LL.M. application documents normally contain the following basic sections:
• Indications of specific programs to which candidates are applying
• Biographical and contact information
• Demographic information
• Information about the candidate's education
• Information about the candidate's work experience
• Bar admission information
• Scholarship information
• Information about any prior misconduct
How to apply? What to include?
Nowadays, for many U.S. schools, applications are processed through the Law School Admission Council (LSAC) website . This organization's website is used to apply electronically as well as to compile transcripts/diplomas, reference letters, and English proficiency test results. LSAC will gather this information and send reports to the corresponding schools. Please note that the LSAT is not required for LL.M. applications (further information on lsac.org
• Personal Statement
When applying for a law school one of the most important points of points will be your personal statement. This is why you should always be yourself and highlight your most impressive strengths and achievements. Answer the questions that you are asked to address, and keep your statement well organized and logically structured. Don't forget to display an exceptional level of professionalism. And captivate the reader's attention; show what you are capable of and what your aspirations are as a professional.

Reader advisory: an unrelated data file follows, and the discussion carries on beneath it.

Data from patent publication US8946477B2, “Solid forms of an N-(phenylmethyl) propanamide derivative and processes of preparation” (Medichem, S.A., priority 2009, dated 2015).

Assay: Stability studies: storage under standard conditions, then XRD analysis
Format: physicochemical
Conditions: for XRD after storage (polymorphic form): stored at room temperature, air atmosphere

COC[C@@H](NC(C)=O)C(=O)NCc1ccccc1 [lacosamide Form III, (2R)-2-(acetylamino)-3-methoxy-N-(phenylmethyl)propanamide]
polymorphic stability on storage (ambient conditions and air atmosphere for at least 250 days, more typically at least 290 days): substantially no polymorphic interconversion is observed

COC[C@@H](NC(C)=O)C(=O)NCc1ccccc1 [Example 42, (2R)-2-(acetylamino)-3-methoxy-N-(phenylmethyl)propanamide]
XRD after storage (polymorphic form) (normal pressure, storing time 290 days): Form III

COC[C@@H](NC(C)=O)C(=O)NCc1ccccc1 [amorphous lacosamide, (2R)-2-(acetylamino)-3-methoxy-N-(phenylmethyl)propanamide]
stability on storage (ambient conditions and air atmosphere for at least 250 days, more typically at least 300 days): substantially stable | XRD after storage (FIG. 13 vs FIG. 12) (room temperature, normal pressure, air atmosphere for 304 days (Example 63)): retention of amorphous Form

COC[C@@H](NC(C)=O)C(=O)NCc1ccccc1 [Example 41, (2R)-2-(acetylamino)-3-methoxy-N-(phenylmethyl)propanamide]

• Letters of Recommendation
Most schools also require letters of recommendation. This is a fundamental component in order to provide an objective voice to the application, and to present the admissions committees information about the candidate that is not included in grades, resumé, or personal statement. It is very important to pick the right referees. Candidates should always choose referees who know them well and who can comment on their intellectual ability, work ethic, analytical skills, personality, and future potential. Also, the letters of recommendation should refer to the relationship between the referee and the candidate, and provide comments on the candidate's abilities and qualities.
• Resumé - What Should be in It?
A resumé is essential when applying to schools. These should focus on academic achievements, publications, notable class ranks, and awards and distinctions. However, notable extra-curricular activities, interesting hobbies, language abilities, and other unique qualifications may also be listed on an LL.M. resume.
An LL.M. resume is, in the end, much more than just a chronological compilation of educational and professional data. If done right, an LL.M. resume will reflect an application's overall “theme” and reinforce the image that an admissions committee has from looking at an applicant's other application documents.
Presentation is similarly important. Experts disagree on details such as what fonts should be used, what margin sizes to choose, and how many bullet points and sub-bullet points are appropriate. However, these formatting details are of secondary importance as long as the LL.M. resume is well structured, has a modern, clean, and easy to read look, and is free from spelling and other errors.
Another point of debate is the number of pages that a resume should have. Again, there is no hard and fast rule. While one page may be enough for some candidates, two (or even more pages) may be appropriate for applicants who have more extensive academic and/or professional records.
Finally, resumes should reflect the right tone, a matter which is country specific. For example, an LL.M. resume for an American school should boldly list all of the applicant`s skills and attributes while resumes for European schools should be more modest.